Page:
To change the order of the boot up devices in your PC's BIOS you will need to enter this motherboard component and make a few changes.
So the first thing to do is turn on your PC, or restart it if it is already on.
Watch for an "entering setup" message in the first few seconds after turning on your computer.
This message varies greatly from computer to computer and also includes the key or keys you need to press to enter the BIOS.
Here are some common ways you might see this BIOS access message:
1. Press [key] to enter setup
2. Setup: [key]
3. Enter BIOS by pressing [key]
4. Press [key] to enter BIOS setup
5. Press [key] to access BIOS
6. Press [key] to access system configuration
Note: The F2 key is common for Intel motherboards and the Del button is common for most other motherboards.
Quickly press the keys or button instructed by the previous message to get into BIOS setup program.
You may need to press the BIOS access key several times to enter BIOS. Don't hold the key down or press it too many times or your system may error or lock up. If that happens, just restart and try again.
After pressing the correct keyboard command from the previous step, you will enter the BIOS Setup pages.
All BIOS utilities are a little different so yours may look like this or it may look completely different. No matter how your BIOS setup utility appears, they are all basically a set of menus containing many different settings for your computer's hardware.
In this particular BIOS, the menu options are listed horizontally at the top of the screen, the hardware options are listed in the middle of the screen (grey area), and the instructions for how to move around the BIOS and make changes are listed at the bottom of the screen.
Using the instructions given for navigating around your BIOS utility, locate the option for changing the boot order.
Note: Since every BIOS setup utility is different, the specifics on where the boot order options are located varies from computer to computer.
The menu option or configuration item might be called Boot Options, Boot, Boot Order, etc. The boot order option may even be located within a general menu option like Advanced Options, Advanced BIOS Features, or Other Options.
In the example BIOS above, the boot order changes are made under the Boot menu.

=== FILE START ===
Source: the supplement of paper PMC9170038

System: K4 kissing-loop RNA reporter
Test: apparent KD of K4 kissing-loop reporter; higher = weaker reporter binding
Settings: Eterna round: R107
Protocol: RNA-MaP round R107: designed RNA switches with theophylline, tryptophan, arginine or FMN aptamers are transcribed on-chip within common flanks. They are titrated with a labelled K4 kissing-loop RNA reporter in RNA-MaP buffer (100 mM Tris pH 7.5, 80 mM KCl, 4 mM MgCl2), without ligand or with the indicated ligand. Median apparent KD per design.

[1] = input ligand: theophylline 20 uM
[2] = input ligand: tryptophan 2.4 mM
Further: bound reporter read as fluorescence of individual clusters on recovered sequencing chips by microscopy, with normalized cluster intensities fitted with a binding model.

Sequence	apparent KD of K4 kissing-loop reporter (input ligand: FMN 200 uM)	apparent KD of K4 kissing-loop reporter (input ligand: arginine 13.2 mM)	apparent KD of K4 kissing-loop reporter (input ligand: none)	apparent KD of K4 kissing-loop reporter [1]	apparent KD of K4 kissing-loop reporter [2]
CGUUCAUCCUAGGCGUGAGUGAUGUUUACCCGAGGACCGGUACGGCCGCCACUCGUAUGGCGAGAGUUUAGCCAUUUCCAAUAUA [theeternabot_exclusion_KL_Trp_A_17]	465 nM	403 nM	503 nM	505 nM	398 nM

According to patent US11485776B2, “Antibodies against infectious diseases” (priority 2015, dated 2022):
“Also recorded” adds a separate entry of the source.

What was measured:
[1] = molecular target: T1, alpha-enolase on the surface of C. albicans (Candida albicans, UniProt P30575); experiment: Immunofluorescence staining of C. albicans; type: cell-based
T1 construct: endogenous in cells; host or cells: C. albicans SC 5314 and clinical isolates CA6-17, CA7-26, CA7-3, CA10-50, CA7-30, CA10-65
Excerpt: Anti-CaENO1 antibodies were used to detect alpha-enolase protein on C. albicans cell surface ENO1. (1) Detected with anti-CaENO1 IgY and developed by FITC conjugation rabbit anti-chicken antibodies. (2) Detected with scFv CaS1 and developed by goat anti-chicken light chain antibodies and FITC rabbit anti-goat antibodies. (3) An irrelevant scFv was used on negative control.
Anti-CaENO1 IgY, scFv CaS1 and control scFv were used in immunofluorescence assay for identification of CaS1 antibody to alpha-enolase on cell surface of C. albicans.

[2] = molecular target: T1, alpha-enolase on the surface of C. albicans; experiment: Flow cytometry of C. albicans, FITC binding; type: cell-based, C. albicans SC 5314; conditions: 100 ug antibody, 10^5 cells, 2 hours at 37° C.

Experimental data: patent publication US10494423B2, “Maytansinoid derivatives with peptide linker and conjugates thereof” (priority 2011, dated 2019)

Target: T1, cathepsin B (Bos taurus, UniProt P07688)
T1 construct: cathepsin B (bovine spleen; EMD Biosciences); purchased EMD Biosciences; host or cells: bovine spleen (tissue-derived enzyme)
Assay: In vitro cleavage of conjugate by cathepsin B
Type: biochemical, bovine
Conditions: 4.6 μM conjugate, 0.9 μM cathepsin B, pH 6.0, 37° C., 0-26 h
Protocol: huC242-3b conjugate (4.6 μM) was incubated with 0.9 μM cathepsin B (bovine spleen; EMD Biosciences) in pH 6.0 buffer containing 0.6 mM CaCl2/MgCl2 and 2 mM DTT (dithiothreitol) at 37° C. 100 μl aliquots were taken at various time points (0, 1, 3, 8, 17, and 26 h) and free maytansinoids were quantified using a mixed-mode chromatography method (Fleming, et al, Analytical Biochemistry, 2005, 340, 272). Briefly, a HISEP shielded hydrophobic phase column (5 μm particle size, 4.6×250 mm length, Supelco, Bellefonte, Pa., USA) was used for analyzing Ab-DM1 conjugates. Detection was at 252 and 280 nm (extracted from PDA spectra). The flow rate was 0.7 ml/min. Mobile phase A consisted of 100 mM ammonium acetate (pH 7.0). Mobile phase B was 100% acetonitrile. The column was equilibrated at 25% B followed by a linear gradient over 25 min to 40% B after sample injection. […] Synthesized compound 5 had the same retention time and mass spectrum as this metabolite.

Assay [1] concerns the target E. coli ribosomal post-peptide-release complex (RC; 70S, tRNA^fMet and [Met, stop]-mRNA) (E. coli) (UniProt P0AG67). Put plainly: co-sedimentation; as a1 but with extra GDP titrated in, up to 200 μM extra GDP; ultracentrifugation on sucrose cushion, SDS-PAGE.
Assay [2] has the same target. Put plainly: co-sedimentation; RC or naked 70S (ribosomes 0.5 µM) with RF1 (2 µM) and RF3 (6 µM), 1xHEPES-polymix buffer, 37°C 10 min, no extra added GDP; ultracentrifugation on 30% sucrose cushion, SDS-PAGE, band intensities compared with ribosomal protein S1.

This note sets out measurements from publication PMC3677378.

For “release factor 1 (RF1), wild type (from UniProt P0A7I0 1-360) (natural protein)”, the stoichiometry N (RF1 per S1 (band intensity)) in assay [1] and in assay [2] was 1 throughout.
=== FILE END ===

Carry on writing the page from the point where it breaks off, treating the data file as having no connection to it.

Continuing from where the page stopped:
The boot order options in most BIOS setup utilities will look something like the screenshot above.
Any hardware connected to your motherboard that is able to be booted from - like your hard drive and optical drive - will be listed here. Most modern computers even let you boot from devices like flash drives, network resources and other sources.
The order in which the devices are listed is the order in which your computer will look for operating system information - in other words, the "boot order."
To change which device to boot from first, follow the directions on the BIOS setup utility screen to change the boot order. In this example BIOS, the boot order can be changed using the + and - keys.
Note: Remember, your BIOS may have different instructions.
As you can see above, I have changed the boot order from Removable Devices shown in the previous step to the CD-ROM Drive as an example.
BIOS will now look for a bootable DVD in the optical disc drive first, before trying to boot to any removable media and also before trying to boot to the hard drive or a network resource.
Make whatever boot order changes you need and then proceed to the next step to save your settings.
Before your boot order changes take effect, you will need to save the BIOS changes you made.
To save your changes, follow the instructions given to you in your BIOS utility to navigate to the Exit or Save and Exit menu.
Locate and choose the Exit Saving Changes (or similarly worded) option to save the changes you made to the boot order.
Choose Yes when prompted to save your BIOS configuration changes and exit.
When your computer restarts, BIOS will attempt to boot to the first device in the boot order you specified. If the first device is not bootable, your computer will try to boot from the second device in the boot order, and so on.
If you set the first boot device in the BIOS to the CD Drive you may see the screenshot above, which shows that the PC is attempting to boot to the CD but is asking for a confirmation first. This screen only appears for some bootable CD's and will not normally show up when booting to Windows or other Operating Systems on a hard drive.
Configuring the boot order to boot to a disc like a CD or DVD is the most common reason for making boot order changes.
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